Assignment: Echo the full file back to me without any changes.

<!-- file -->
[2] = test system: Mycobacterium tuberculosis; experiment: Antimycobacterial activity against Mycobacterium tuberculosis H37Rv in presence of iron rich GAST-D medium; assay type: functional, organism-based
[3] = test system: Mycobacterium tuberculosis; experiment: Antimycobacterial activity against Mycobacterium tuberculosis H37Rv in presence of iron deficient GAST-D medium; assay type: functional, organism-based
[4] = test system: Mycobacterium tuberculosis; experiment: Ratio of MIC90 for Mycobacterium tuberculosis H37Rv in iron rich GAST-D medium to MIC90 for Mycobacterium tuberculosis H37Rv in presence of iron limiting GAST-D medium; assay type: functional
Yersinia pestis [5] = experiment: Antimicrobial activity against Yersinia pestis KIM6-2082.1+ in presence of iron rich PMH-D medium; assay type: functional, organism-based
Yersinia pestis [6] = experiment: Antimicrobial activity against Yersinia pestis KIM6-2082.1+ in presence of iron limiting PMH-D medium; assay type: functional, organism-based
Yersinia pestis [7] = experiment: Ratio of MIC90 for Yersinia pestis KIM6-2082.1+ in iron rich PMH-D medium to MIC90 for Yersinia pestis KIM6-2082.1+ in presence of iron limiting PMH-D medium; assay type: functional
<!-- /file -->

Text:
[2] = test system: Mycobacterium tuberculosis; experiment: Antimycobacterial activity against Mycobacterium tuberculosis H37Rv in presence of iron rich GAST-D medium; assay type: functional, organism-based
[3] = test system: Mycobacterium tuberculosis; experiment: Antimycobacterial activity against Mycobacterium tuberculosis H37Rv in presence of iron deficient GAST-D medium; assay type: functional, organism-based
[4] = test system: Mycobacterium tuberculosis; experiment: Ratio of MIC90 for Mycobacterium tuberculosis H37Rv in iron rich GAST-D medium to MIC90 for Mycobacterium tuberculosis H37Rv in presence of iron limiting GAST-D medium; assay type: functional
Yersinia pestis [5] = experiment: Antimicrobial activity against Yersinia pestis KIM6-2082.1+ in presence of iron rich PMH-D medium; assay type: functional, organism-based
Yersinia pestis [6] = experiment: Antimicrobial activity against Yersinia pestis KIM6-2082.1+ in presence of iron limiting PMH-D medium; assay type: functional, organism-based
Yersinia pestis [7] = experiment: Ratio of MIC90 for Yersinia pestis KIM6-2082.1+ in iron rich PMH-D medium to MIC90 for Yersinia pestis KIM6-2082.1+ in presence of iron limiting PMH-D medium; assay type: functional